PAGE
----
Port of Seattle Gives National Office Replacement Piece of Seattle Tower Glass; Hopeful It Will Remain Intact
Thursday, September 29, 2011
The Port of Seattle, on Friday, Sept. 23, hosted a short ceremony to present NATCA with a replacement piece of glass from the old SEA Tower. Mark Coates, Senior Manager of Sea-Tac Airport Operations presented the replacement piece to NNM RVP Jim Ullmann (pictured below), who accepted the glass on NATCA’s behalf. Also present at the ceremony were SEA Fac Rep Isabel Cole and SEA controllers Debbie Hart and Bud Pangan. The ceremony received media attention from KOMO-TV.
During the ceremony, Coates told the controllers just how much the Port relies on them and knows they will perform their job, even in the face of a natural disaster. Ullmann then gave a short speech: “NATCA feels it [the piece of glass] stands as a reminder that 24 hours a day, during all situations, including natural disasters and attacks on our nation, the hard working men and women who safeguard our nation’s airspace system work to ensure that it remains the safest, most efficient and envied system in the world,” he said.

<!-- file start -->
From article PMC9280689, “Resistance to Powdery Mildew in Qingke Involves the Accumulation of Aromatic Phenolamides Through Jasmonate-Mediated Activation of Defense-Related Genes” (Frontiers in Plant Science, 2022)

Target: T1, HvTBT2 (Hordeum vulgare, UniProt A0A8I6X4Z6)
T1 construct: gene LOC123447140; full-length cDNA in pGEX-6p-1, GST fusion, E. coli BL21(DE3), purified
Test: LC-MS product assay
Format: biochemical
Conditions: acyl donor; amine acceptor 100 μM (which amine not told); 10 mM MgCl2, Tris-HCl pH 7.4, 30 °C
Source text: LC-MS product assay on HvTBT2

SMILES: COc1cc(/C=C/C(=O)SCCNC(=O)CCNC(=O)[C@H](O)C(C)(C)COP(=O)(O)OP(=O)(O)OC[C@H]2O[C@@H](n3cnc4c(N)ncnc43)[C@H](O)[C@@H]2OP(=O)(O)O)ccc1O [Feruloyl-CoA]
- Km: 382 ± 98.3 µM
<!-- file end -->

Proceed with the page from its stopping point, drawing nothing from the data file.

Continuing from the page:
During the 5.8 magnitude earthquake that shook the East Coast on August 23, a piece of the broken glass from the old SEA tower, damaged during the 2001 Nisqually quake and given to the National Office for display, fell and broke once more. NATCA Communications Director Doug Church sent a photo of the broken glass to several Seattle media outlets, receiving some coverage. When the Port of Seattle heard that the National Office’s piece of glass broke, they graciously offered to provide another.
Ten years ago, the SEA Tower members gave the National Office that original piece of glass as a memento of the Nisqually earthquake that heavily damaged the SEA Tower. Cole said that while the Nisqually earthquake did not do a great deal of damage to Washington state, it had a huge impact on the controllers of Seattle and Boeing Towers; they were in temporary towers for more than three months.
“When I tell people about the Port presenting us with a new piece of broken glass to replace our twice-broken piece of glass they are always confused,” she said. “But once I tell them the story that the memento piece of glass from SEA was the only thing that broke during the East Coast earthquake, I hear lots of comments about the hairs going up on the backs of people’s necks… It is just one of those types of Twilight Zone moments that makes everyone shake their heads,” she said.